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OpenAI’s DALL-E AI image generator can now edit pictures, too

OpenAI’s DALL-E AI image generator can now edit pictures, too

Artificial intelligence research group OpenAI has created a new version of DALL-E, a text-to-image creation program. DALL-E 2 features a higher resolution version and lower latency than the original system, which produces images depicting descriptions written by users. It also includes new capabilities, such as editing an existing photo. As with previous OpenAI work, the tool is not released to the public directly. But researchers can sign up online to preview the system, and OpenAI hopes to make it available later for use in third-party applications.

The original DALL-E, an easel for artist Salvador Dali and robot WALL-E, debuted in January of 2021. It was a limited but great test of the AI’s ability to visually represent concepts, from regular images of a mannequin She wears a flannel shirt to a “giraffe made of turtle” or illustration of a radish walking with a dog. At the time, OpenAI said it would continue to build on the system while examining potential risks such as image creation bias or the production of misinformation. It attempts to address these issues with technical safeguards and a new content policy while reducing the computing load and pushing forward the core capabilities of the model.

DALL-E 2 result for

DALL-E 2 score for “A Shiba Inu dog in a black turtleneck and hat.”

One of the new DALL-E 2 features, inpainting, applies DALL-E’s text-to-image capabilities on a more subtle level. Users can start with an existing image, select an area, and tell the form to edit it. You can block out a painting on the living room wall and replace it with a different picture, for example, or add a vase of flowers on the coffee table. The model can fill in (or remove) objects while calculating details such as the directions of shadows in the room. Another feature, Differences, is a bit like an image finder for non-existent images. Users can upload a splash image and then create a set of skins similar to it. They can also mix two photos, creating photos with elements from both. The images generated are 1,024 x 1,024 pixels, a jump over the 256 x 256 pixels of the original submitted model.

DALL-E 2 is based on CLIP, a computer vision system that OpenAI also announced last year. OpenAI Research Scientist Pravola Dhariwal says, referring to the GPT model used by many textual AI applications. But word matching does not necessarily reflect the qualities that humans find most important, and the predictive process has limited the realism of the images. CLIP is designed to look at images and summarize their contents the way a human does, and OpenAI iterated this process to create an “unCLIP” – an inverted version that begins with the description and works its way toward the image. DALL-E 2 creates the image using a process called diffusion, which Darwall describes as starting with a “bag of dots” and then filling in a pattern with greater and greater detail.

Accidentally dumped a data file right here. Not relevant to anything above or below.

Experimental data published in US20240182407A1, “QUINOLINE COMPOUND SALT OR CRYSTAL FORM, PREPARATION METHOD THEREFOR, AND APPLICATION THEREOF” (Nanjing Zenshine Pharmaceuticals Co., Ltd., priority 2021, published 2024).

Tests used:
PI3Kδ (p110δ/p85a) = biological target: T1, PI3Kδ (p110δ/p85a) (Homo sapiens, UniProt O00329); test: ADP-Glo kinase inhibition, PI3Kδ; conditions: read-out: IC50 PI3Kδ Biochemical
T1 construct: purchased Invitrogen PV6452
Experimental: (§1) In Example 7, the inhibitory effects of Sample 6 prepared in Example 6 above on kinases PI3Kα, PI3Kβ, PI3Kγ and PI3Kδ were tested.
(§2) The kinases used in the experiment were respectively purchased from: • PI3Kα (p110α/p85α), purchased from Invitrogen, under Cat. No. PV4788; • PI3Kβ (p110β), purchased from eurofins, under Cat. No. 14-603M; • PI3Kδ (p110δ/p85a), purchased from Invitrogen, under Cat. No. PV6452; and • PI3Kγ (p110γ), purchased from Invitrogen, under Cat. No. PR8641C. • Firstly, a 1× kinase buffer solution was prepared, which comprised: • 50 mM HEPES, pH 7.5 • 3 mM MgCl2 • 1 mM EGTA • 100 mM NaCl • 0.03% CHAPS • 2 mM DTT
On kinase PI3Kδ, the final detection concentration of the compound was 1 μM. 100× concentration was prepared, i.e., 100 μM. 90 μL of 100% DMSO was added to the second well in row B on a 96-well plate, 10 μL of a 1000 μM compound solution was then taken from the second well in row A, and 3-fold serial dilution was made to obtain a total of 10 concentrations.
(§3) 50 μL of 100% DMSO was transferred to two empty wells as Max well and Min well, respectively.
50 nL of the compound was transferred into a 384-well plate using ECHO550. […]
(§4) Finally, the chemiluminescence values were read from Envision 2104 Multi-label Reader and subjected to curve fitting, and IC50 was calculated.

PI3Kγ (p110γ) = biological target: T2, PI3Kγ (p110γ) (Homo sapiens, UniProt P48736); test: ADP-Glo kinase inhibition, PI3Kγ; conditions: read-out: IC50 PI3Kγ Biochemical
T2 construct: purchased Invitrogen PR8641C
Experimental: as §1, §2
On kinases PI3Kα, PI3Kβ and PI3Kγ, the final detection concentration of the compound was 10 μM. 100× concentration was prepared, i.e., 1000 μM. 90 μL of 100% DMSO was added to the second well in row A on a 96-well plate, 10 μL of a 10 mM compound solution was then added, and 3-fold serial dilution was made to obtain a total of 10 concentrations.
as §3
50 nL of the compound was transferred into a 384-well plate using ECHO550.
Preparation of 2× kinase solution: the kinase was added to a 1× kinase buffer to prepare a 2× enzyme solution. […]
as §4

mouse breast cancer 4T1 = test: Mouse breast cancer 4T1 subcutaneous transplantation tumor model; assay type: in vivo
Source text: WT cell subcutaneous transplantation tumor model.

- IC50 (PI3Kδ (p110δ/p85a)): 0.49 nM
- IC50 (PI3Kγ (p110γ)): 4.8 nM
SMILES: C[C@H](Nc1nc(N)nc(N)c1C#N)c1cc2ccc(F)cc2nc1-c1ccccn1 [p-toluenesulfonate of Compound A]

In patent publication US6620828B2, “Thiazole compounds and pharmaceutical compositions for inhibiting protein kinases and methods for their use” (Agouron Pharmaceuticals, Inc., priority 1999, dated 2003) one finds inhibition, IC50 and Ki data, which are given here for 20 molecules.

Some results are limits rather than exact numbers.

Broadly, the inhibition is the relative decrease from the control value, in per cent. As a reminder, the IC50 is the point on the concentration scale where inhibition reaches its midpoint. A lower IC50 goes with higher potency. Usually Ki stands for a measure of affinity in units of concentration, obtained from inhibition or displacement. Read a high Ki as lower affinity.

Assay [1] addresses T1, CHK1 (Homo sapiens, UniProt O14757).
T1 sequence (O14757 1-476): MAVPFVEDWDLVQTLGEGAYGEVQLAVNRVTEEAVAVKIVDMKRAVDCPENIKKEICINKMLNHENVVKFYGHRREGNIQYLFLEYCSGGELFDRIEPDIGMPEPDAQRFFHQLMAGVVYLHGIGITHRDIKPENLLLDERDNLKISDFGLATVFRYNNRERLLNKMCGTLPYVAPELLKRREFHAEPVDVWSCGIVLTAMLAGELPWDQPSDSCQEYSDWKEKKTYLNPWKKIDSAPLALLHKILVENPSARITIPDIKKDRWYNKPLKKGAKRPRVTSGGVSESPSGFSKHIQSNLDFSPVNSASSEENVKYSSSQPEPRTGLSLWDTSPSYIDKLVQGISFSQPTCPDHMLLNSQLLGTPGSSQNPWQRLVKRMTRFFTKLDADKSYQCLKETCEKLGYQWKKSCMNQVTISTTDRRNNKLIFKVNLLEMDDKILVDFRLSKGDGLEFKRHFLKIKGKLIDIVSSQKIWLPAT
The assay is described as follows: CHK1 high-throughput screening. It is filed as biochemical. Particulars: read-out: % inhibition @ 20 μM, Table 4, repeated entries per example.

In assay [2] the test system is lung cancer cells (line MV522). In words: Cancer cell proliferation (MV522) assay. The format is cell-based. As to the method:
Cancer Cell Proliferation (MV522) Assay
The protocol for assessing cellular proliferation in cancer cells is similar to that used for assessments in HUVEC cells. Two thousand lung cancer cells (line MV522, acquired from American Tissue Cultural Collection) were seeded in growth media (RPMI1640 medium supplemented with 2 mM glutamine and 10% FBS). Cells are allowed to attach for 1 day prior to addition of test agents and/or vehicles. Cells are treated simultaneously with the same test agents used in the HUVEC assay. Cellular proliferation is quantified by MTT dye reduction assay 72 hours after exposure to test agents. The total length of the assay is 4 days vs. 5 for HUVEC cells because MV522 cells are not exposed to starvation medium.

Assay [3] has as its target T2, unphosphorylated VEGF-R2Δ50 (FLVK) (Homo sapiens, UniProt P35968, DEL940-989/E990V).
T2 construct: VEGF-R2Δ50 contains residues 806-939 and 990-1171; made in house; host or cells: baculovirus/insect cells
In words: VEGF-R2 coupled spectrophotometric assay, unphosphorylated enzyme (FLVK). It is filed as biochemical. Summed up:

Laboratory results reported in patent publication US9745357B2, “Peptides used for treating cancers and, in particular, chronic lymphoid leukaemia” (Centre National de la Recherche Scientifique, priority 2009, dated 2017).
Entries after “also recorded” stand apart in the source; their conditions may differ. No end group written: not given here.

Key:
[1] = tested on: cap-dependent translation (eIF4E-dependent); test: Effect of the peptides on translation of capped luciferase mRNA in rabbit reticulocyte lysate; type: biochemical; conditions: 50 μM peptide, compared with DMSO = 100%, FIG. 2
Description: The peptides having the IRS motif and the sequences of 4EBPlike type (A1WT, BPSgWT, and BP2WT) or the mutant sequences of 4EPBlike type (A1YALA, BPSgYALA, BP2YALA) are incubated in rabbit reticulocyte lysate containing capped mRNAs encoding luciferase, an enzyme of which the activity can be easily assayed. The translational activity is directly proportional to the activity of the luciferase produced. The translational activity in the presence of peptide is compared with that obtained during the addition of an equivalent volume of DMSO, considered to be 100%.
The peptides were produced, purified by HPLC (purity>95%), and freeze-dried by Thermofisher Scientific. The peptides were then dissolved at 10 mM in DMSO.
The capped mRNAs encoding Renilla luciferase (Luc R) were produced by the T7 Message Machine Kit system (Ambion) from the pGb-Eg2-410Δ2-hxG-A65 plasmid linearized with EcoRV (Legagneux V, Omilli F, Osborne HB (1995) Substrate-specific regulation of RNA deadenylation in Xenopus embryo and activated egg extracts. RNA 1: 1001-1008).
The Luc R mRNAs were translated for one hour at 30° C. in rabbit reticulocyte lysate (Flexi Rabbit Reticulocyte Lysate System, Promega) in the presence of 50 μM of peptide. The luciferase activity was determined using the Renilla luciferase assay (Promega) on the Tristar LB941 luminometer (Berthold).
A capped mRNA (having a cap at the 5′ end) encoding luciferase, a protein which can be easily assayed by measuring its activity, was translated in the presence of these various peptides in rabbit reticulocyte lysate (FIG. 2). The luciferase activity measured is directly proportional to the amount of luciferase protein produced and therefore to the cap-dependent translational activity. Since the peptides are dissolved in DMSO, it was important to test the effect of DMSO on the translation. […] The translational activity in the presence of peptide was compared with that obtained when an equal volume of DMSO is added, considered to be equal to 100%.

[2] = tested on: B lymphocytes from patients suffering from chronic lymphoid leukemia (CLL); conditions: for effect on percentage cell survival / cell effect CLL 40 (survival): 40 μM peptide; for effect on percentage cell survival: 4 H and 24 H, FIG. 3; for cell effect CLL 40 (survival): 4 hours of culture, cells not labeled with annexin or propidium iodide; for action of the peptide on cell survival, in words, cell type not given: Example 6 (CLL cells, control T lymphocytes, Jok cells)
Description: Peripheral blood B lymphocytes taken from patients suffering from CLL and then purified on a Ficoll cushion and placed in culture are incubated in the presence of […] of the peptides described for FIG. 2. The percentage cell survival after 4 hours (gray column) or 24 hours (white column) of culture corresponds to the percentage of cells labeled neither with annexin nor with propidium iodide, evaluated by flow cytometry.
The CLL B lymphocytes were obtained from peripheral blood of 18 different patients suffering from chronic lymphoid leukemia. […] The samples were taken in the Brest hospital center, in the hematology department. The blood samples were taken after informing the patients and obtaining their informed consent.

Current photo of a room with a flamingo added in one corner.

Current photo of a room with a flamingo added in one corner.

Interestingly, a draft paper on unCLIP says it’s a resistance in part to a very funny weakness of CLIP: the fact that people can cheat form-defining abilities by naming one object (like Granny Smith’s apple) with a word that refers to something else (like an iPod). The authors say the Variations tool “still generates images of apples with high probability” even when using a false image that CLIP cannot identify as Granny Smith. Conversely, “the model never produces images for iPods, despite the expected relatively high probability of such captioning.”

The full DALL-E model hasn’t been released publicly, but other developers have developed their own tools that mimic some of its functionality over the past year. One of the most popular popular apps is Wombo’s Dream mobile app, which creates images of whatever users describe in a variety of artistic styles. OpenAI isn’t releasing any new models today, but developers can use their technical findings to update their own work.

DALL-E 2 result for

DALL-E 2 score for “a beast-like soup bowl, woven from wool.”

OpenAI has implemented some built-in safeguards. The model was trained on data that eliminated some objectionable material, ideally limiting its ability to produce objectionable content. There is a watermark indicating the nature of the work generated by the AI, although it could theoretically be cropped. As an anti-abuse prevention feature, the form also cannot generate any recognizable faces based on the name – even requesting something like Mona Lisa It will apparently return a variable on the actual face of the board.

DALL-E 2 will be testable by vetted partners, with some caveats. Users are prohibited from uploading or creating images that are “not rated on a G” and “potential to cause harm,” including anything that includes symbols of hate, nudity, obscene gestures, or “conspiracies or major events related to ongoing geopolitical events.” They also have to reveal the role of AI in creating the images, and they can’t present the generated images to other people through an app or website – so you won’t initially see a DALL-E-supported version of something like Dream. But OpenAI hopes to add it to the group’s API toolset later, allowing it to run third-party applications. “We hope to continue a phased process here, so we can continue to evaluate with feedback we get of how to safely release this technology,” says Dhariwal.

Additional reporting by James Vincent.

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